17 Things a Restaurant Manager Should Never Do
Restaurant managers have a lot of responsibility…and of course, this can be a good thing or a bad thing! If you’d like to avoid making some of the biggest management mistakes, read on to find out what you should never do.
1. Mistreat employees.
If you’re unfair or unkind, it will come back to haunt you in the form of employees who don’t feel any loyalty towards their job. A restaurant can’t be successful without dedicated employees.
2. Don’t give customers any opportunity for feedback.
Whether it involves checking in with them at their tables or leaving comment cards, give your customers the opportunity to let you know about any problems. If you don’t, you have no way of knowing what mistakes you’re making.
3. Ignore customer complaints.
If a customer takes the time to complain, it’s important to take them seriously and do everything you can to make it better, whether that involves apologizing, comping the meal, or giving out coupons for future meals.
4. Tell customers they’re wrong.
Even if you know a customer’s complaint is ridiculous, there’s still no excuse for telling them they’re wrong. It’s important to take every customer complaint seriously, even the ones that don’t make sense.
5. Ignore social media.
Check Facebook, Twitter, and review sites (like Yelp) often to see what customers are saying about your restaurant. It’s important to know what impression customers are getting of your business.
6. Argue with customers online.
Social media gives you a great opportunity to respond to customers in public, but this opportunity can turn into a pitfall if you just argue and insult customers. Remember that everyone can see your online comments!
7. Don’t give employees clear instructions.
Your employees aren’t mind readers! If you want dishes prepared a certain way or tables arranged just so, you have to tell them. Clear instructions will save time and hassle.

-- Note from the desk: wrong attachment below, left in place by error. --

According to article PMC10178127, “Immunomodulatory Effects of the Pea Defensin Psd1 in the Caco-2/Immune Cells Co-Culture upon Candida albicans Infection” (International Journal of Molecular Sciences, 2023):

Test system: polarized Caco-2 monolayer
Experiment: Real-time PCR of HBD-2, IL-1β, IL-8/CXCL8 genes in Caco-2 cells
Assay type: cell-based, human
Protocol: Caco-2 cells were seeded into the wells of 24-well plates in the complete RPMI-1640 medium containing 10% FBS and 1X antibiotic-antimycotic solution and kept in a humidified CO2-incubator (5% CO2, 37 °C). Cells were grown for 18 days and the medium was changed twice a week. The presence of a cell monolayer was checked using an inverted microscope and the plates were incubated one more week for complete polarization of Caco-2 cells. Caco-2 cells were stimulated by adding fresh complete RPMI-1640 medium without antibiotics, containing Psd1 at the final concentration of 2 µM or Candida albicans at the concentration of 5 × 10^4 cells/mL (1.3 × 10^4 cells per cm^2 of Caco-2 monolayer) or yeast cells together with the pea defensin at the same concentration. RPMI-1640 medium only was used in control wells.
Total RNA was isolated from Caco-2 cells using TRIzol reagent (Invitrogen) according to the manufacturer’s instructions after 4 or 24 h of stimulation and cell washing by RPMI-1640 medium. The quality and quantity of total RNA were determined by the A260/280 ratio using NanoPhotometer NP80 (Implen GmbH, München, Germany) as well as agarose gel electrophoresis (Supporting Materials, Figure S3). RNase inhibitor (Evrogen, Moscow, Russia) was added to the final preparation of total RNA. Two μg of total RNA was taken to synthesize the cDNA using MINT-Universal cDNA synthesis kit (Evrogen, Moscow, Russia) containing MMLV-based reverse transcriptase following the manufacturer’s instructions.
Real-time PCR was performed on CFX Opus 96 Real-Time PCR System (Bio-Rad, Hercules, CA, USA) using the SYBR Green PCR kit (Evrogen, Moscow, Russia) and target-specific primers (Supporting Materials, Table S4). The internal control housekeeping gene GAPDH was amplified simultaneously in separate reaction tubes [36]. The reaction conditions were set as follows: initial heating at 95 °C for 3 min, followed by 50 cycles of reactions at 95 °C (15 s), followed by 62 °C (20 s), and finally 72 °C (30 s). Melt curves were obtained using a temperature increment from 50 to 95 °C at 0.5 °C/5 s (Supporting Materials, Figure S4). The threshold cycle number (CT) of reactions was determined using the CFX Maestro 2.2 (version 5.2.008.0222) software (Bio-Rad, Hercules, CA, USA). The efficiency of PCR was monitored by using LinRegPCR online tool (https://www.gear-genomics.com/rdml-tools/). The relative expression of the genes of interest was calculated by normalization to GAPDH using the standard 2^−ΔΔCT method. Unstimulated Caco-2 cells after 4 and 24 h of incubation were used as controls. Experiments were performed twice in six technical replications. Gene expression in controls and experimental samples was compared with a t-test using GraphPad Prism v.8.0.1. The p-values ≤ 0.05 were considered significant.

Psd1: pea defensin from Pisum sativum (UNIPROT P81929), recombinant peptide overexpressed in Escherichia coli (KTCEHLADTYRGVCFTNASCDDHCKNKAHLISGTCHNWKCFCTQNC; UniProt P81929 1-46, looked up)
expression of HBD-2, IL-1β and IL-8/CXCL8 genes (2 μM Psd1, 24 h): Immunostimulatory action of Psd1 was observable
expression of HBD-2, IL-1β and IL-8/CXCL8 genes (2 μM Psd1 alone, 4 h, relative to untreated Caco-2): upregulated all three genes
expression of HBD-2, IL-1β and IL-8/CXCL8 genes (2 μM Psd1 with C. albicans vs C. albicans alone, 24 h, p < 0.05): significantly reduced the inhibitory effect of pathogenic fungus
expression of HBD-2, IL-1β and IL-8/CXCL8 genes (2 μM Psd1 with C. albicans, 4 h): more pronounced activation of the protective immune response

8. Keep employees who are dead weight.
Is an employee lazy, constantly late, or just a bad worker? It’s your job as a manager to keep the restaurant running smoothly, and you can’t do that if you keep employees who don’t do their jobs.
9. Be a stickler about the rules.
Yes, it’s good to have rules, but realize that you can’t be strict all the time. Occasionally, it’s in your best interest to bend the rules for a customer if it will make them happy (and if it isn’t too much of an inconvenience).
10. Ignore problems.
A leaky faucet? An underselling menu item? Employees who just don’t get along? Broken equipment? These problems shouldn’t just be swept under the rug. If you ignore them, they’ll just hurt you more in the long run.
11. Discipline employees in front of customers.
If an employee screws up, of course you have to talk to them about it (and possibly take disciplinary action). But never do it in front of customers! It’s awkward for everyone in your dining room to watch, and it won’t make customers want to come back.
12. Fail to communicate with employees.
If there’s an important change to the schedule or menu, your employees need to know. If you fail to keep them in the loop, your entire restaurant will look bad.
13. Act above the rules.
The restaurant rules are there for everyone to follow…and this includes managers! When you act like you’re above the rules, this sets a bad example for employees.
14. Let a customer leave unhappy.
You should do whatever it takes (within reason) to make sure everyone leaves your restaurant happy. It may seem like an expense to offer a free meal or coupon to a disgruntled customer, but it will pay off in the long run.
15. Not know what’s going on in every part of the restaurant.
Could you describe everything your kitchen staff does in a day? What about your bussers or your servers? As a manager, it’s your job to be aware of these things at all times.
16. Avoid giving positive feedback.
It’s important to let your employees know what they’re doing wrong, but it’s just as important to let them know what they’re doing right! This leads to happier, more satisfied employees, which in turn leads to a more successful restaurant.
17. Forget about customers.
Remember, customers are the reason why the restaurant exists in the first place! Always put their needs first.
Managing a restaurant may be a lot of responsibility, but by avoiding these 17 pitfalls you can be a better manager and help your restaurant succeed.